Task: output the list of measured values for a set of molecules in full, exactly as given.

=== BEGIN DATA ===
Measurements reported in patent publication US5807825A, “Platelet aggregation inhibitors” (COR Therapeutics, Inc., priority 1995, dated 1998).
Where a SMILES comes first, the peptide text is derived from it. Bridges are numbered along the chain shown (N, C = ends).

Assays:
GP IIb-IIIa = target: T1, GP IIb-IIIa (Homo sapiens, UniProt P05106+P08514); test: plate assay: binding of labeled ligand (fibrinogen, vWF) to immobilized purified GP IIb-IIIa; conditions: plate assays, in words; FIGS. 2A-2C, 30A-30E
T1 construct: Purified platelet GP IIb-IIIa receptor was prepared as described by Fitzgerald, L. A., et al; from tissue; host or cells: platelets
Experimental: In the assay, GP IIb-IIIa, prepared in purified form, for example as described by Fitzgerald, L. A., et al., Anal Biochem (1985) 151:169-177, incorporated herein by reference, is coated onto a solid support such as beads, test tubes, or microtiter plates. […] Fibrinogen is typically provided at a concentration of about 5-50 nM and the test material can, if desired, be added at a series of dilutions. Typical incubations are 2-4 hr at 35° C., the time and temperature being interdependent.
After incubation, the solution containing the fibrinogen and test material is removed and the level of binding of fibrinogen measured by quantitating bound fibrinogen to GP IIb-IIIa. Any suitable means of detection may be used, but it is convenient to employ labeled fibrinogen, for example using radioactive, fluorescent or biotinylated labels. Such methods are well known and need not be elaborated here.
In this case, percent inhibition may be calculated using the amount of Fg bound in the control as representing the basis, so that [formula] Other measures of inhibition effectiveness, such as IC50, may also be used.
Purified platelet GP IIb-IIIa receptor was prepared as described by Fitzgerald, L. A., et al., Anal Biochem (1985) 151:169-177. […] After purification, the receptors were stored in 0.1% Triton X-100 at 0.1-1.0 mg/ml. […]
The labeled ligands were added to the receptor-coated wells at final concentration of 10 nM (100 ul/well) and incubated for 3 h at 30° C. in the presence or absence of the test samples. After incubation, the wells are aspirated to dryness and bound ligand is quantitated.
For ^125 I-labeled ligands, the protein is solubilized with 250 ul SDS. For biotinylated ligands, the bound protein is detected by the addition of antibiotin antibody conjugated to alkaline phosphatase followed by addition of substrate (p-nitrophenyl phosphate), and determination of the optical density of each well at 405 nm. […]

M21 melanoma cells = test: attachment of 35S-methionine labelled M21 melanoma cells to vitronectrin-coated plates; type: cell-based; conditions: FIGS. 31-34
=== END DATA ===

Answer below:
Measurements reported in patent publication US5807825A, “Platelet aggregation inhibitors” (COR Therapeutics, Inc., priority 1995, dated 1998).
Where a SMILES comes first, the peptide text is derived from it. Bridges are numbered along the chain shown (N, C = ends).

Assays:
GP IIb-IIIa = target: T1, GP IIb-IIIa (Homo sapiens, UniProt P05106+P08514); test: plate assay: binding of labeled ligand (fibrinogen, vWF) to immobilized purified GP IIb-IIIa; conditions: plate assays, in words; FIGS. 2A-2C, 30A-30E
T1 construct: Purified platelet GP IIb-IIIa receptor was prepared as described by Fitzgerald, L. A., et al; from tissue; host or cells: platelets
Experimental: In the assay, GP IIb-IIIa, prepared in purified form, for example as described by Fitzgerald, L. A., et al., Anal Biochem (1985) 151:169-177, incorporated herein by reference, is coated onto a solid support such as beads, test tubes, or microtiter plates. […] Fibrinogen is typically provided at a concentration of about 5-50 nM and the test material can, if desired, be added at a series of dilutions. Typical incubations are 2-4 hr at 35° C., the time and temperature being interdependent.
After incubation, the solution containing the fibrinogen and test material is removed and the level of binding of fibrinogen measured by quantitating bound fibrinogen to GP IIb-IIIa. Any suitable means of detection may be used, but it is convenient to employ labeled fibrinogen, for example using radioactive, fluorescent or biotinylated labels. Such methods are well known and need not be elaborated here.
In this case, percent inhibition may be calculated using the amount of Fg bound in the control as representing the basis, so that [formula] Other measures of inhibition effectiveness, such as IC50, may also be used.
Purified platelet GP IIb-IIIa receptor was prepared as described by Fitzgerald, L. A., et al., Anal Biochem (1985) 151:169-177. […] After purification, the receptors were stored in 0.1% Triton X-100 at 0.1-1.0 mg/ml. […]
The labeled ligands were added to the receptor-coated wells at final concentration of 10 nM (100 ul/well) and incubated for 3 h at 30° C. in the presence or absence of the test samples. After incubation, the wells are aspirated to dryness and bound ligand is quantitated.
For ^125 I-labeled ligands, the protein is solubilized with 250 ul SDS. For biotinylated ligands, the bound protein is detected by the addition of antibiotin antibody conjugated to alkaline phosphatase followed by addition of substrate (p-nitrophenyl phosphate), and determination of the optical density of each well at 405 nm. […]

M21 melanoma cells = test: attachment of 35S-methionine labelled M21 melanoma cells to vitronectrin-coated plates; type: cell-based; conditions: FIGS. 31-34